But the professional service has always been the ‘backbone’, if you will, of the spirit and traditions of scouting– one of it’s finiest attributes. Not to put down any of the fine volunteers who put in years of service– but the continuity of those traditions are often furnished by the pros, with their years in place. The job could not be done without the work and success of the volunteers– but it’s part of the pros’ job to inspire and nudge those volunteers into the right direction.

While i don’t suggest that low salaries should still be in place as a ‘test’ of dedication, i think BSA should be careful that it still recruits executives who have a feeling for scouting’s traditions and a dedication to the program.

While I agree with ISCA87L when he said it’s not like councils were hiring outside executives to come into the Scout Executive’s position, what happens if you bring in college grads who take the job for the money, and not the dedication? Since BSA still promotes from within, then those people will eventually be the ones in charge.

And some of the executive titles and positions make me wonder if it’s the Boy Scouts or Wall Street.

I guess i’m just an old guy who gets frustrated at times– i joke that i’ve still not forgiven BSA for the program changes in the 70’s that cost almost half the membership… wondering *what* were they thinking?!?

But then i see little chinks in the armor– things like the Eagle badge now being pot metal instead of sterling… how crass is that!! I’m afraid to ask if they’re being made in china now!! But it’s the high point of a boy’s scouting career.. and maybe even the high point of his life, and we can’t afford the extra $5-$10 to give him a medal made of real silver??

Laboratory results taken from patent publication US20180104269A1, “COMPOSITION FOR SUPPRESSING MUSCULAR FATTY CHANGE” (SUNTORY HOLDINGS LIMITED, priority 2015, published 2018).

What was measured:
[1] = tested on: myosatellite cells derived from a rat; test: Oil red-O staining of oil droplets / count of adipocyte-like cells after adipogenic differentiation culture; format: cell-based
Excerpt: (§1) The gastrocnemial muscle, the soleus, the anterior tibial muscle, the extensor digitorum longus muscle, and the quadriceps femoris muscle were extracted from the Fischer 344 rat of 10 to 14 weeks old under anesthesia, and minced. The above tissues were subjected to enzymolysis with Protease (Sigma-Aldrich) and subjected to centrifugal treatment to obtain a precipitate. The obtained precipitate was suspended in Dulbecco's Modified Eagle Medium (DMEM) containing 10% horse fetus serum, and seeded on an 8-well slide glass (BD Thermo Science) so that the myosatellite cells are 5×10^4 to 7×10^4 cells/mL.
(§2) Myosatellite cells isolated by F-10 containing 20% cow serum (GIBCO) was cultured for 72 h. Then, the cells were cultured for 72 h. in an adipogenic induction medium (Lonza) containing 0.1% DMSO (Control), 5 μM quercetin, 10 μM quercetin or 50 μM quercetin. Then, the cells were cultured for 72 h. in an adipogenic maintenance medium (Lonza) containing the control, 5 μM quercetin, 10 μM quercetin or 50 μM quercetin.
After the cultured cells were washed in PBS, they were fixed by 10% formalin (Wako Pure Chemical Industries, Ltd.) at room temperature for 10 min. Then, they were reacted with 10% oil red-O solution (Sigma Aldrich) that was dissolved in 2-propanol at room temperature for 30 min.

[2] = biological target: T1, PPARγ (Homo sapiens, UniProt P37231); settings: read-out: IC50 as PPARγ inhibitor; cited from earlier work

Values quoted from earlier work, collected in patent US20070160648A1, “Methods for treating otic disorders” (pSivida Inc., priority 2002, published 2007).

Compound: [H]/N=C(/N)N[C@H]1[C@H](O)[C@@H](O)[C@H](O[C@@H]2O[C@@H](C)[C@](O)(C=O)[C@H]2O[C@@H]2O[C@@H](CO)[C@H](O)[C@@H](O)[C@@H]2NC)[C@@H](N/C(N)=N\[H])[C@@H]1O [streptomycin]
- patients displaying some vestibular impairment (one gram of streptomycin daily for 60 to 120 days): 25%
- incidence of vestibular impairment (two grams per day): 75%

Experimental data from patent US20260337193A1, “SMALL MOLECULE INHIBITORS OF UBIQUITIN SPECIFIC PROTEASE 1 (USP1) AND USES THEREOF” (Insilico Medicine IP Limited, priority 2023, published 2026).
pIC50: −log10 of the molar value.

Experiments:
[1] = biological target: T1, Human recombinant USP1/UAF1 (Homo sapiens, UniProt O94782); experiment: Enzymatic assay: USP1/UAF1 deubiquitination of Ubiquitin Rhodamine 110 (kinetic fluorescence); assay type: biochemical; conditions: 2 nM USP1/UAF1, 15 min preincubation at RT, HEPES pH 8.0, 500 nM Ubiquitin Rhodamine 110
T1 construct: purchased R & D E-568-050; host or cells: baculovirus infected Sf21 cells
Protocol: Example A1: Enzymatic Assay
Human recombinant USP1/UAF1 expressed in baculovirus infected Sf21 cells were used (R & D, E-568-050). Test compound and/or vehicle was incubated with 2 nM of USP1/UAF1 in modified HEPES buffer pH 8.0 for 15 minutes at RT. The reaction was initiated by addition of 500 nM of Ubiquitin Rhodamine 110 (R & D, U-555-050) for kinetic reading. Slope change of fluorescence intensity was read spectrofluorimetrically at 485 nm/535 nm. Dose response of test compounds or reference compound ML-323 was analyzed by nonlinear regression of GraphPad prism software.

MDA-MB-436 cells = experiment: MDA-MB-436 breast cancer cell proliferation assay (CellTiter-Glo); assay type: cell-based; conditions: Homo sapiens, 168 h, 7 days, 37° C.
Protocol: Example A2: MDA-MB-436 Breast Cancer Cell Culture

well.. i’m going to wrap this up.. i seem to just be rambling on….

By hiker on September 18th, 2008 at 7:53 pm

Most of the career professional Scouters I’ve seen have had experience in the program either as Scouts or parents. I’ve also seen a lot of young college grads hired in asst. district exec. positions who didn’t have a Scouting background but were very effective in the role. All of them have gone to work in other non-profits, typically as executive directors. Their time in the BSA was a good experience to train them for their future challenges.

By ISCA87L on September 19th, 2008 at 2:54 am

well.. i’d just hate to see BSA hire strictly ‘bean counters’…. they’ve had problems enough with that in the past…

although on the other hand, i’d not go so far as to say they must all have an extensive Scouting background either– the example you listed of a ‘parent’ could still give them the dedication to Scouting as a result of their son having a good experience….

i’ve seen some good execs who dropped out as first class, star or whatever who realized what they’d missed, how how valuable the program could be, and thus approached it with dedication as well…

also without that dedication, the profession becomes more of a revolving door, passing execs to other businesses and organizations instead of gaining from their continuity with the program.

By hiker on September 19th, 2008 at 9:04 pm